How Red Bull F1’s Flexi Wing Is Shaking up the Championship
Formula 1 is a sport where rules are made to be broken. Teams like Red Bull F1 are constantly looking for new ways to “interpret” the rules to gain advantages. These don’t have to be big advantages either. In a sport where victory is measured in milliseconds, every little change counts. Therefore, every gram must be accounted for, every car perfectly calibrated. Now, it seems that Red Bull has found an advantage in the form of their rear wing.
What does the flexi wing do?
To understand the flexi wing, we need to take a look at the rules. The sport’s governing body, the Fédération Internationale de l’Automobile, or FIA control the rules for Formula 1. If teams find too many advantages, the FIA will change them. Now, that may be the case with Red Bull’s flexi wing.
All components that influence the car’s aerodynamics must be rigidly secured to the chassis of the car according to FIA rules. So, this means that there are only a small handful of places where the rear wing can be fitted. Crucially, the rules also state that more flexible wings are not allowed. They would give too much of an advantage. Moreover, the FIA reserve the right to subject any car to additional testing to ensure that the wing is as rigid as possible.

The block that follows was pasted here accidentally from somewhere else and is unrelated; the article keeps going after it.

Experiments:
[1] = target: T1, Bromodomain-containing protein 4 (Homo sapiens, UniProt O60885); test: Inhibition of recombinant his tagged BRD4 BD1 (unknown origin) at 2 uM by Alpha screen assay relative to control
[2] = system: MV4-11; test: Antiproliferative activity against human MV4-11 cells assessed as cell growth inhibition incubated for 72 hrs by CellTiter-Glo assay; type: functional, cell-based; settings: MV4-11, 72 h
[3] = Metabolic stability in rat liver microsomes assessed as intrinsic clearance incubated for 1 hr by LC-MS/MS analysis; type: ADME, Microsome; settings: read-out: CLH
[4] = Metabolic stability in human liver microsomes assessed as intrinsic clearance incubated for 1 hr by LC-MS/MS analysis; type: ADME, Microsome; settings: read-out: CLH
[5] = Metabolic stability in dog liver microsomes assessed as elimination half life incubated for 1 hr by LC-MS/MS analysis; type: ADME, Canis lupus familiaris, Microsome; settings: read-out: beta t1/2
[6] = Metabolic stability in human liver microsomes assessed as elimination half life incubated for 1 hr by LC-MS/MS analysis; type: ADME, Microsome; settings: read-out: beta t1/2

Red Bull chase down Mercedes
This additional testing is where the drama starts. F1 can be a very political sport, and Red Bull and Mercedes are perfect examples of this. Since the most recent race in F1, Spain, Mercedes driver Lewis Hamilton reported “They have this bendy wing on the back of their car… and they gained at least three-tenths from this wing.” As a result, it appears Red Bull found a way to sneak in a more flexible rear wing.
What’s more, Red Bull says the car is perfectly legal. Team boss Christian Horner says the FIA are happy with the car’s rear wing. This means that in the eyes of the rulemakers, the car is legal because the wing does not flex enough to be considered a moving part. Now, the FIA have made an announcement after the Spanish Grand Prix. They will be conducting further testing of team’s rear wings to ensure they meet regulations.
Other teams may be protesting
Clearly, some teams think that Red Bull may still be getting away with something. Hence, the new testing that the FIA conducted in Azerbaijan. The problem is, there was a whole 11 days in between Spain, where Red Bull’s flexi wing was first noticed, and Monaco, the following race. The Milton Keynes-based team could easily have changed the wing between Spain and Monaco. The team’s interpretation of the rules may not be entirely legal, but this is the spirit of the sport. No matter what, developments like the flexi wing are what keep F1 competitive, and it’ll be interesting to see what teams come up with next.